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Key Programming GMC Yukon 2007-2014

GMC Yukon 2007-2014 Key Programming Procedure

The following are the key programming procedures for the 2007 and 2014 GMC Yukon.


ADD DUPLICATE KEY (Requires at least one working key):

1. Verify that the new key has “PK3” or “+” stamped on it.

2. Insert the original, already programmed key into the ignition lock cylinder and start the engine. If the engine will not start, see your dealer for service.

3. After the engine has started, turn the key to LOCK/OFF and remove the key.

4. Insert the key to be programmed and turn it to ON/RUN within 10 seconds of removing the previous key. The security light will turn off once the key has been programmed. It may not be apparent that the security light went on due to how quickly the key is programmed. (If your vehicle does not have a security light (04-07 Grand Prix, Bonneville, Impala), wait 10 minutes 45 seconds to make sure the key has been programmed).

5. Repeat steps 1 through 4 if additional keys are to be programmed.

About GMC Yukon

The Chevrolet Tahoe and its GMC Yukon equivalent are full-size SUVs from General Motors that have been available since 1994 and 1991, respectively. Since 1982, Chevrolet and GMC have produced two different-sized SUVs under the ‘Blazer’ and ‘Jimmy’ nameplates, with the smaller S-10 Blazer and GMC S-15 Jimmy joining the full-size Blazer and Jimmy models for the 1983 model year. This state of affairs persisted throughout the early 1990s. In 1991, GMC rebadged the full-size Jimmy as the ‘Yukon.’ Chevrolet, on the other hand, waited until 1994 to rename the full-size Blazer the ‘Tahoe’ and rebadge the rebuilt mid-size S-10 Blazer as the ‘new Blazer.’ The rough and picturesque terrain surrounding Lake Tahoe in the western United States is known as Tahoe. Yukon is the name given to the Yukon territory in northern Canada. The Tahoe and Yukon received a new, longer 4-door variant for the 1995 model year, which fit in between the 2-door models and the larger wheelbase, higher passenger capacity Chevrolet Suburban and its newly dubbed GMC ‘Yukon XL’ twin.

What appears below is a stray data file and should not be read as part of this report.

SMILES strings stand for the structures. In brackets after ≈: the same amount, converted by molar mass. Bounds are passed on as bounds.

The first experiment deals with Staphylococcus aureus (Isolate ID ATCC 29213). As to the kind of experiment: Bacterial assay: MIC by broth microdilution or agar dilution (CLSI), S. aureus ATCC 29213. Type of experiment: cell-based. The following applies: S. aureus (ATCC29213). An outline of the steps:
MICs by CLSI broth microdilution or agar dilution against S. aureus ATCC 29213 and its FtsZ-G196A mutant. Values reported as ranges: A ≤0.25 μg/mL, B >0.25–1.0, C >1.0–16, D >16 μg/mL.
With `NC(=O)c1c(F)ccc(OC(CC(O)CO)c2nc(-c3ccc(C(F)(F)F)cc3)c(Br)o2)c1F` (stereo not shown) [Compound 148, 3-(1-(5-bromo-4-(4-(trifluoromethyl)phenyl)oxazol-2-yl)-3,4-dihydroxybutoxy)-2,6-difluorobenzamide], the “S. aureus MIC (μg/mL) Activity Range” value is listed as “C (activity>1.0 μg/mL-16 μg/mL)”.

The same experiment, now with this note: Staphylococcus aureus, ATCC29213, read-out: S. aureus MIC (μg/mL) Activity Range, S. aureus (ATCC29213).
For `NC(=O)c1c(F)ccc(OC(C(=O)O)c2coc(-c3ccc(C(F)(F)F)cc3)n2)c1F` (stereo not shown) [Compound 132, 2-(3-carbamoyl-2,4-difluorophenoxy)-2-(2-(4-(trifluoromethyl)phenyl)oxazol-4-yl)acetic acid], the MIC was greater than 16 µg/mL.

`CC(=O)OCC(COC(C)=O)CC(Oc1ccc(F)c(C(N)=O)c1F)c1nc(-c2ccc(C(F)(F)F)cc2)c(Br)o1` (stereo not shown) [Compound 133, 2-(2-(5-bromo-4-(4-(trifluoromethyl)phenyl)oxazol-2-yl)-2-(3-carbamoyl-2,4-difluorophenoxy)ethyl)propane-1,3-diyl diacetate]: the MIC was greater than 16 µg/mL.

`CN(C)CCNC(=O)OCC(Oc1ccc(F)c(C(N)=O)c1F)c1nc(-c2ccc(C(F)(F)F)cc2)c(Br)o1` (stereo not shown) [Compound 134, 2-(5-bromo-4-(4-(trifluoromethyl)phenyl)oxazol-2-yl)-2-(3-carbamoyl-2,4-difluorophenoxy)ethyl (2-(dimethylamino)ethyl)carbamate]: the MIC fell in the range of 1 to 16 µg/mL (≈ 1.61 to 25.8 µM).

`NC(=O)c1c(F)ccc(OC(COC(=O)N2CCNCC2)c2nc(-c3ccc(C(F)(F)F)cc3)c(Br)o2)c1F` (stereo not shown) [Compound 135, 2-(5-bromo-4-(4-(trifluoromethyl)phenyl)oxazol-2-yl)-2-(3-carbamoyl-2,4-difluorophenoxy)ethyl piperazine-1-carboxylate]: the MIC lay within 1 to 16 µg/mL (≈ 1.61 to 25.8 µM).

The Tahoe is available in left-hand drive in North America, portions of Asia such as the Philippines and the Middle East, and other nations such as Bolivia, Chile, Peru, Colombia, Ecuador, and Angola. Only North America and the Middle East get the Yukon.

General Motors’ full-size SUV lineup now includes the Chevrolet Tahoe and GMC Yukon. Longer wheelbase variants are available for both the Chevrolet Suburban and the GMC Yukon XL. In 1998, a luxurious Denali model was added to the Yukon inventory for the 1999 model year. The Yukon XL Denali was introduced in 2001 as a Denali version of the Yukon XL. The Cadillac Escalade is very similar to the Yukon Denali versions. According to U.S. News & World Report’s rankings as of February 2014, the 2014 Tahoe was the top-ranked Affordable Large SUV.

The Ford Expedition is the Tahoe’s major rival, although it also faces up against the Toyota Sequoia and Nissan Armada.

The Tahoe has consistently been the best-selling full-size SUV in the United States, outselling its rivals by a factor of two.

The new GMC Yukon replaced the 2nd generation (K5) Jimmy in 1991 for the 1992 model year, although Chevrolet continued to use the Blazer moniker on their 3rd generation K5 model through the 1994 model year. Hardtops that could be removed were no longer available. Through 1994, all models had a full-length steel roof and were 2-door wagons exclusively.

However, for the 1995 model year, the ‘Blazer’ moniker was dropped, and the car was reintroduced as the Chevrolet Tahoe, with both brands offering all-new, longer 4-door versions. Janesville Assembly began producing four-door Yukon and Tahoe models on January 20, 1995.

The Tahoe was named Truck of the Year by Motor Trend magazine in 1996. It is named after Lake Tahoe in the United States, which is located on the California-Nevada border.

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